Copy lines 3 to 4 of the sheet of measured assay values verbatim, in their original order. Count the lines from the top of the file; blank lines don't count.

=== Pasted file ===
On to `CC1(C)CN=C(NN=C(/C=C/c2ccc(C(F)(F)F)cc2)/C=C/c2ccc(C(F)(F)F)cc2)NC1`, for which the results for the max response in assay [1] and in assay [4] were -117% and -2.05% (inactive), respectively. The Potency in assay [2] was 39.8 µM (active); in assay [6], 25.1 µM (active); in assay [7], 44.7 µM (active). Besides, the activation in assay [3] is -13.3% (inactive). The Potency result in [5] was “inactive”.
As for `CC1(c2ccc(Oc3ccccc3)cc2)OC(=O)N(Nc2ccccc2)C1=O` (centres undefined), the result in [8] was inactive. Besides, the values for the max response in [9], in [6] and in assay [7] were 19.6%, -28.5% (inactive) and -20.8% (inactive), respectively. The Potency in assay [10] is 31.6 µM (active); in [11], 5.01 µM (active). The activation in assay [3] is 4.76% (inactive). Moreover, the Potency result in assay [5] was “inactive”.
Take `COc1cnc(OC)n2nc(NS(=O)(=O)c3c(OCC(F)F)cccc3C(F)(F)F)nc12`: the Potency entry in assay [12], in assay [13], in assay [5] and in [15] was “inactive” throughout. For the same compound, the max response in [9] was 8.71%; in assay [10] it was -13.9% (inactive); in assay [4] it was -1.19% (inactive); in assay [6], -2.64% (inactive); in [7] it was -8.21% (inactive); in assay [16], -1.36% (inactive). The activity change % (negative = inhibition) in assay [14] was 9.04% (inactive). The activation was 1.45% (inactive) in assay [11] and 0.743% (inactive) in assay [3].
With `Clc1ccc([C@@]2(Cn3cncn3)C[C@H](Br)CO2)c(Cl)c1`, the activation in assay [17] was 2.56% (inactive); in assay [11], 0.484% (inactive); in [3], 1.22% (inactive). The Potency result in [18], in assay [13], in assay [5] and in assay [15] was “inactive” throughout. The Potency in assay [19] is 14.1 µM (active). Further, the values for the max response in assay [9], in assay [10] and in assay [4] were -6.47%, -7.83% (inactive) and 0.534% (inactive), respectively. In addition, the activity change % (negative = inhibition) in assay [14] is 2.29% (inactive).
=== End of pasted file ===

Take `COc1cnc(OC)n2nc(NS(=O)(=O)c3c(OCC(F)F)cccc3C(F)(F)F)nc12`: the Potency entry in assay [12], in assay [13], in assay [5] and in [15] was “inactive” throughout. For the same compound, the max response in [9] was 8.71%; in assay [10] it was -13.9% (inactive); in assay [4] it was -1.19% (inactive); in assay [6], -2.64% (inactive); in [7] it was -8.21% (inactive); in assay [16], -1.36% (inactive). The activity change % (negative = inhibition) in assay [14] was 9.04% (inactive). The activation was 1.45% (inactive) in assay [11] and 0.743% (inactive) in assay [3].
With `Clc1ccc([C@@]2(Cn3cncn3)C[C@H](Br)CO2)c(Cl)c1`, the activation in assay [17] was 2.56% (inactive); in assay [11], 0.484% (inactive); in [3], 1.22% (inactive). The Potency result in [18], in assay [13], in assay [5] and in assay [15] was “inactive” throughout. The Potency in assay [19] is 14.1 µM (active). Further, the values for the max response in assay [9], in assay [10] and in assay [4] were -6.47%, -7.83% (inactive) and 0.534% (inactive), respectively. In addition, the activity change % (negative = inhibition) in assay [14] is 2.29% (inactive).